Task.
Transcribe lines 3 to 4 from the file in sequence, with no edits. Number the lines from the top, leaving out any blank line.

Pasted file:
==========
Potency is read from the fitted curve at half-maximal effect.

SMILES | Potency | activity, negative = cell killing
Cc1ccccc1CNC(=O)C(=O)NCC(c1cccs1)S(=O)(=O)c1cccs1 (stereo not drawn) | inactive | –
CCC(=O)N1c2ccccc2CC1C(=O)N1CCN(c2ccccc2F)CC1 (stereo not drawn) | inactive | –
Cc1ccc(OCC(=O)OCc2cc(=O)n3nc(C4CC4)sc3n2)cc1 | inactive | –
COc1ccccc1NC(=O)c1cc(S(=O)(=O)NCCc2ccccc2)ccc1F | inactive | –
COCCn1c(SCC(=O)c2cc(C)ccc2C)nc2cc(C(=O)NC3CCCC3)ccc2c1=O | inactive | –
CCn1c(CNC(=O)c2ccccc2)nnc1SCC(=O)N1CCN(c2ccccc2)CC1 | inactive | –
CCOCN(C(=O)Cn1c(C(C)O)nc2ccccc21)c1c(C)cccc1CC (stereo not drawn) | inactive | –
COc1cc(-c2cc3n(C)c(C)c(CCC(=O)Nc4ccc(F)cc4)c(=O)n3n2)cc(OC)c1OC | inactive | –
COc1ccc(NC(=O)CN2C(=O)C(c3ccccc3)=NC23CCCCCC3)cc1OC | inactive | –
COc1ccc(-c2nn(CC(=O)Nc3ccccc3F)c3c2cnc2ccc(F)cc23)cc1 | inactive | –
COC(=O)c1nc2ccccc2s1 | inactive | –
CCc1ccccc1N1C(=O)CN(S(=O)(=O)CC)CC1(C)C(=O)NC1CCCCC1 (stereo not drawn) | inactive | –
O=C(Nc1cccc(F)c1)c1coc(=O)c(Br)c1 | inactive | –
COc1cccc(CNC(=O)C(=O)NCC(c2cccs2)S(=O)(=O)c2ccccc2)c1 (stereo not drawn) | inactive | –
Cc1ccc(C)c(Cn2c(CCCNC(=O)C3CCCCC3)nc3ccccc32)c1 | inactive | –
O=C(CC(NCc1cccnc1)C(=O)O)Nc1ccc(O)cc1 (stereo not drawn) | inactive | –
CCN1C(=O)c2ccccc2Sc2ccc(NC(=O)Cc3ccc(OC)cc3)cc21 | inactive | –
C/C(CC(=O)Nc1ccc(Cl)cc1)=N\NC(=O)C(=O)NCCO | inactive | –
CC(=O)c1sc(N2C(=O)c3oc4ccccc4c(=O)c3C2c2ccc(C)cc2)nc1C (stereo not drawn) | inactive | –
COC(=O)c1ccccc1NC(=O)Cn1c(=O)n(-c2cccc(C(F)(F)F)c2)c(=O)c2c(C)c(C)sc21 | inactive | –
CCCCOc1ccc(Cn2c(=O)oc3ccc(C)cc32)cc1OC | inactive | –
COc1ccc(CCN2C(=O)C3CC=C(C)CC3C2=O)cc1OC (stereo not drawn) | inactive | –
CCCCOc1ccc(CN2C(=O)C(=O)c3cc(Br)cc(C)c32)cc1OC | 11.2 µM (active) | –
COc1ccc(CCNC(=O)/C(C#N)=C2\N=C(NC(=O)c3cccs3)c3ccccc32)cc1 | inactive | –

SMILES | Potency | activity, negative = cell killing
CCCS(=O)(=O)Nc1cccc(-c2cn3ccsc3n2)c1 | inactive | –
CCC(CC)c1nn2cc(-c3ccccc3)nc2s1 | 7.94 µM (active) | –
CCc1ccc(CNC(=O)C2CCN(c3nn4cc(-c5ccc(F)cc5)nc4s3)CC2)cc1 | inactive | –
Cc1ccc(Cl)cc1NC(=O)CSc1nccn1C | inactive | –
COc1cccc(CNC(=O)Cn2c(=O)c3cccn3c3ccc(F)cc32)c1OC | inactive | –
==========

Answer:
Cc1ccccc1CNC(=O)C(=O)NCC(c1cccs1)S(=O)(=O)c1cccs1 (stereo not drawn) | inactive | –
CCC(=O)N1c2ccccc2CC1C(=O)N1CCN(c2ccccc2F)CC1 (stereo not drawn) | inactive | –